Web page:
This brings us to the important question about the legal implications for a personal guarantor for a corporate company. The legislation Insolvency and Bankruptcy Code of India 2016 were provided with subsequent notification by the Ministry of Corporate Affairs Government of India on 15.11.2019[1] , which provided that from 1st December of 2019 the provision related to the personal guarantors shall come into force. This specifically meant that after the notification of the said provision in the regulation, it is well within the preview of the law to enforce the legal remedy for any entity to initiate insolvency proceedings including against the personal guarantor.


However, due to the enforcement of the said provisions in the regulation by the Government of India, various concerns were raised by scores of individuals who were personal guarantors to corporate companies.

In order to exercise their right scores of writ petitions were preferred by them in different High Courts across the country in India challenging the constitutional validity of the provision of the regulation Insolvency and Bankruptcy Code of India 2016 itself. To avoid confusion and recognizing the legal implication of the issue regarding the provisions of personal guarantors to corporate companies, the Hon’ble Supreme court of India has transferred the said writ petitions to itself exercising its inherent powers under the Constitution of India.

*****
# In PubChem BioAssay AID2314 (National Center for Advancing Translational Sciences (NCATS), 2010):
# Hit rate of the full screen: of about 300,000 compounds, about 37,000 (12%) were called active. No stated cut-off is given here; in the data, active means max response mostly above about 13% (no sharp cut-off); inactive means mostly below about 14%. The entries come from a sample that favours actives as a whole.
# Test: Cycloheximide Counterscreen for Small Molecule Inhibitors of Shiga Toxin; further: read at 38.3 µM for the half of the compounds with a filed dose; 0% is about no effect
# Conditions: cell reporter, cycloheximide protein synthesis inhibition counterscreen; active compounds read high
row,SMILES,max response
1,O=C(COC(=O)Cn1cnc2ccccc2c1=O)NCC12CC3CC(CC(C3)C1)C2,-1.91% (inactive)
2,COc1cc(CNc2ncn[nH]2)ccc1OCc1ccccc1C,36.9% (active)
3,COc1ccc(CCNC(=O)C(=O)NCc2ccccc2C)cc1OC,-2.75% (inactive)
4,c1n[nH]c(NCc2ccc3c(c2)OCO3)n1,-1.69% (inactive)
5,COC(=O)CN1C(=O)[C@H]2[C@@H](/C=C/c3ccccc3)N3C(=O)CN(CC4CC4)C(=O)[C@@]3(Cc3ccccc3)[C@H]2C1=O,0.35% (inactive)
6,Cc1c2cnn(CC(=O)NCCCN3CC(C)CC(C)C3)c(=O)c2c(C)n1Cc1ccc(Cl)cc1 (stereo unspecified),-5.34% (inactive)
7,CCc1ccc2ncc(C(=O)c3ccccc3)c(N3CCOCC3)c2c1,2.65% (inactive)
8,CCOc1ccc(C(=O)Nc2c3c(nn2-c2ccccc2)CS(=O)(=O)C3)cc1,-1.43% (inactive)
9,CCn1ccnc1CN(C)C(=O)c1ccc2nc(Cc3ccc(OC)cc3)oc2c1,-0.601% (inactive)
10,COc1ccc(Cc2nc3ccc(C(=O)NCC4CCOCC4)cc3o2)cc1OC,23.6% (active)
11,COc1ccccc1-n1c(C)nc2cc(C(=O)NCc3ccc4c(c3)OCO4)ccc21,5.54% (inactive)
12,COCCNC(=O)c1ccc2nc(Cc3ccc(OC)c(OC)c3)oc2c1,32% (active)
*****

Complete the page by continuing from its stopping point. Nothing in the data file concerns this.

The main contention of the writ petitions preferred was about the excessive delegation of power to the Government of India by issuing notification related to the enforcement of sections in the regulation regarding initiate insolvency proceedings including the personal guarantor.

When the said issue came before the Hon’ble Supreme Court Of India, in Lalit Kumar Jain vs. Insolvency and Bankruptcy Board of India issued judgment [2] which has created a precedent in the contemporary regulation.


It has categorically observed in its judgment as below:

- The intimate connection between such individuals and corporate entities to whom they stood guarantee, as well as the possibility of two separate processes being carried on in different forums, with its attendant uncertain outcomes, led to carving out personal guarantors as a separate species of individuals, for whom the Adjudicating authority was common with the corporate debtor to whom they had stood guarantee. The fact that the process of insolvency in Part III is to be applied to individuals, whereas the process in relation to corporate debtors, set out in Part II is to be applied to such corporate persons, does not lead to incongruity. On the other hand, there appear to be sound reasons why the forum for adjudicating insolvency processes – the provisions of which are disparate- is to be common, i.e through the NCLT. As was emphasized during the hearing, the NCLT would be able to consider the whole picture, as it were, about the nature of the assets available, either during the corporate debtor's insolvency process or even later; this would facilitate the CoC in framing realistic plans, keeping in mind the prospect of realizing some part of the creditors' dues from personal guarantors.",